Mechanism of action
In pharmacology, the term mechanism of action (MOA) refers to the specific biochemical interaction through which a drug substance produces its pharmacological effect. A mechanism of action usually includes mention of the specific molecular targets to which the drug binds, such as an enzyme or receptor. Receptor sites have specific affinities for drugs based on the chemical structure of the drug, as well as the specific action that occurs there. Drugs that do not bind to receptors produce their corresponding therapeutic effect by simply interacting with chemical or physical properties in the body. Common examples of drugs that work in this way are antacids and laxatives.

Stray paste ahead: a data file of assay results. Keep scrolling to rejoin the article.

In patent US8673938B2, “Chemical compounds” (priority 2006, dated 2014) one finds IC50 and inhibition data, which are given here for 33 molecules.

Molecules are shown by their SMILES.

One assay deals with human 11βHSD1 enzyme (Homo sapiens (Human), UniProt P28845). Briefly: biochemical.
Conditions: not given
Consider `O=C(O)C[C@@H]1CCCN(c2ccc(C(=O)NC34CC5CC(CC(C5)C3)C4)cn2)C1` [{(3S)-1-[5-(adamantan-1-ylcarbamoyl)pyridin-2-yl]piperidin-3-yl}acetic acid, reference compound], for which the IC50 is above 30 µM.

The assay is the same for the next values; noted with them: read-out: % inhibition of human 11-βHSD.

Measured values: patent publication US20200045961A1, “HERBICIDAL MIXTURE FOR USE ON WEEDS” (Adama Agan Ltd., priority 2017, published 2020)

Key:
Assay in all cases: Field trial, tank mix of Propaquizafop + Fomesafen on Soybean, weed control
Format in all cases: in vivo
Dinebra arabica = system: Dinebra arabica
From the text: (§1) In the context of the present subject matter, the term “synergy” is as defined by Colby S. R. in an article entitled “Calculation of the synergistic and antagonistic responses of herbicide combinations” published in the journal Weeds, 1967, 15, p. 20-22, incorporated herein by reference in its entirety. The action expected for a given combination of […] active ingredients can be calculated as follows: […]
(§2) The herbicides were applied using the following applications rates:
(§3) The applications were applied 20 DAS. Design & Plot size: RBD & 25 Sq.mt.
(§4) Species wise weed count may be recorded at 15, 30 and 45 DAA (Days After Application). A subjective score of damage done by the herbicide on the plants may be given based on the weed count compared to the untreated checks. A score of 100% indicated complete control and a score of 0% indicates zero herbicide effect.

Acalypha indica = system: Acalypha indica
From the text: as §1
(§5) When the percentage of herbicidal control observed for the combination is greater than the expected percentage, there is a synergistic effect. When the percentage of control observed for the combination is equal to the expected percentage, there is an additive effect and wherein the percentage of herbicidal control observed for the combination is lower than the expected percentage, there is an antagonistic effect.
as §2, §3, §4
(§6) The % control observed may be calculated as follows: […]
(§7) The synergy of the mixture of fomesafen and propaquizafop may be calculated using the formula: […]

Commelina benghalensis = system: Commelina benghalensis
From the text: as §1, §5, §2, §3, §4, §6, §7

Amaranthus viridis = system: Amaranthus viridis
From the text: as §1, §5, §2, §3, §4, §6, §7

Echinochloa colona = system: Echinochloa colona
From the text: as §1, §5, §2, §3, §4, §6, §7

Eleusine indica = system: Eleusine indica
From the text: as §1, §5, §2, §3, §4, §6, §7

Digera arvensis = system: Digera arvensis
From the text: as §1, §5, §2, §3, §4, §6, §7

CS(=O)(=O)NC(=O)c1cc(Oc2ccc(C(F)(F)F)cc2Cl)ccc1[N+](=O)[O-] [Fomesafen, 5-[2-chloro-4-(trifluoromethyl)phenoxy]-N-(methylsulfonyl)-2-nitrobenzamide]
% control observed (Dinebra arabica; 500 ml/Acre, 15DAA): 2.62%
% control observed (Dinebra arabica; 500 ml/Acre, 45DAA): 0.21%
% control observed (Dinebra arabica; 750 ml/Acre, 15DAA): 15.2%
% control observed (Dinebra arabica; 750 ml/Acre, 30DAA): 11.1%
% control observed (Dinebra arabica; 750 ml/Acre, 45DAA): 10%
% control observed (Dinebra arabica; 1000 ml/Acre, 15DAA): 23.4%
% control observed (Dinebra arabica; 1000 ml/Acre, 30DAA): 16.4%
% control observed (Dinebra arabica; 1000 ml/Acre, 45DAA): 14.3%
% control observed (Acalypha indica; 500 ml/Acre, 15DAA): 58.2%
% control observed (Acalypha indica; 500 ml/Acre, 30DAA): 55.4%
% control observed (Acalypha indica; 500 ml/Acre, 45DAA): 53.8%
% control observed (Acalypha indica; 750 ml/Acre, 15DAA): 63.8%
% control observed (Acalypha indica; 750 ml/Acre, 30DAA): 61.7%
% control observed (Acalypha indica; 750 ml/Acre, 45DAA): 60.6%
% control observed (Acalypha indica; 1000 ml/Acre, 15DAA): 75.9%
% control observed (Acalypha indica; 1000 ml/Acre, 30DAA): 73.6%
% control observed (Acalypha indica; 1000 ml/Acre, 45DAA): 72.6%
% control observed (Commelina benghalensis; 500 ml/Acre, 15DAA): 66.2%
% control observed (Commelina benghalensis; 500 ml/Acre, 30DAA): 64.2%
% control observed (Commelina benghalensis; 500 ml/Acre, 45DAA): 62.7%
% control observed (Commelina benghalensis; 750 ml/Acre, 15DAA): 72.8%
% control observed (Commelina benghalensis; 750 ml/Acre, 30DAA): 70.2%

For example, the mechanism of action of aspirin involves irreversible inhibition of the enzyme cyclooxygenase, therefore suppressing the production of prostaglandins and thromboxanes, thereby reducing pain and inflammation. However, some drug mechanisms of action are still unknown. For example, phenytoin is used to treat symptoms of epileptic seizures, but the mechanism by which this is achieved is still unknown, despite the drug's having been in use for many years.
In comparison, a mode of action (MoA) describes functional or anatomical changes, at the cellular level, resulting from the exposure of a living organism to a substance.
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